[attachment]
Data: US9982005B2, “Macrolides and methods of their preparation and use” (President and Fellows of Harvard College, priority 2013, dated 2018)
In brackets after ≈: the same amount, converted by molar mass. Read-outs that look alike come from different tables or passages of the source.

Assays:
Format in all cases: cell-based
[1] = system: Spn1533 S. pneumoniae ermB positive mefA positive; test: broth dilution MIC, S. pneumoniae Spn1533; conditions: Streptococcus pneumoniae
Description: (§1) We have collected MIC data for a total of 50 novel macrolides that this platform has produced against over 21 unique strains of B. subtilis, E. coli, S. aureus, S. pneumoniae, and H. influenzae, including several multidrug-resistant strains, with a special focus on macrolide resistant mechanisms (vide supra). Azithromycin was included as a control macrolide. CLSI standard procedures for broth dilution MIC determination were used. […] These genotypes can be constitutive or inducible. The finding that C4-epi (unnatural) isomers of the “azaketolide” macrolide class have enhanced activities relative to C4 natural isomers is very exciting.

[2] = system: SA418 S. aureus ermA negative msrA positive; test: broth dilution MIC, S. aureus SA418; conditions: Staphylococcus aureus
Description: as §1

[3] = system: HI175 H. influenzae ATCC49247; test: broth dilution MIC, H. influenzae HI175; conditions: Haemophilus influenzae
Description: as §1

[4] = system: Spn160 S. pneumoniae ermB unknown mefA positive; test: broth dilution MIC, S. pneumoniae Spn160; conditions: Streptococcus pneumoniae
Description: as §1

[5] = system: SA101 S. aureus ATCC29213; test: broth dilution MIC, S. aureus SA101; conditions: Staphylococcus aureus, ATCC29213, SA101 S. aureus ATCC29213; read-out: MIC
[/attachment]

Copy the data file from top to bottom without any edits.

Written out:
Data: US9982005B2, “Macrolides and methods of their preparation and use” (President and Fellows of Harvard College, priority 2013, dated 2018)
In brackets after ≈: the same amount, converted by molar mass. Read-outs that look alike come from different tables or passages of the source.

Assays:
Format in all cases: cell-based
[1] = system: Spn1533 S. pneumoniae ermB positive mefA positive; test: broth dilution MIC, S. pneumoniae Spn1533; conditions: Streptococcus pneumoniae
Description: (§1) We have collected MIC data for a total of 50 novel macrolides that this platform has produced against over 21 unique strains of B. subtilis, E. coli, S. aureus, S. pneumoniae, and H. influenzae, including several multidrug-resistant strains, with a special focus on macrolide resistant mechanisms (vide supra). Azithromycin was included as a control macrolide. CLSI standard procedures for broth dilution MIC determination were used. […] These genotypes can be constitutive or inducible. The finding that C4-epi (unnatural) isomers of the “azaketolide” macrolide class have enhanced activities relative to C4 natural isomers is very exciting.

[2] = system: SA418 S. aureus ermA negative msrA positive; test: broth dilution MIC, S. aureus SA418; conditions: Staphylococcus aureus
Description: as §1

[3] = system: HI175 H. influenzae ATCC49247; test: broth dilution MIC, H. influenzae HI175; conditions: Haemophilus influenzae
Description: as §1

[4] = system: Spn160 S. pneumoniae ermB unknown mefA positive; test: broth dilution MIC, S. pneumoniae Spn160; conditions: Streptococcus pneumoniae
Description: as §1

[5] = system: SA101 S. aureus ATCC29213; test: broth dilution MIC, S. aureus SA101; conditions: Staphylococcus aureus, ATCC29213, SA101 S. aureus ATCC29213; read-out: MIC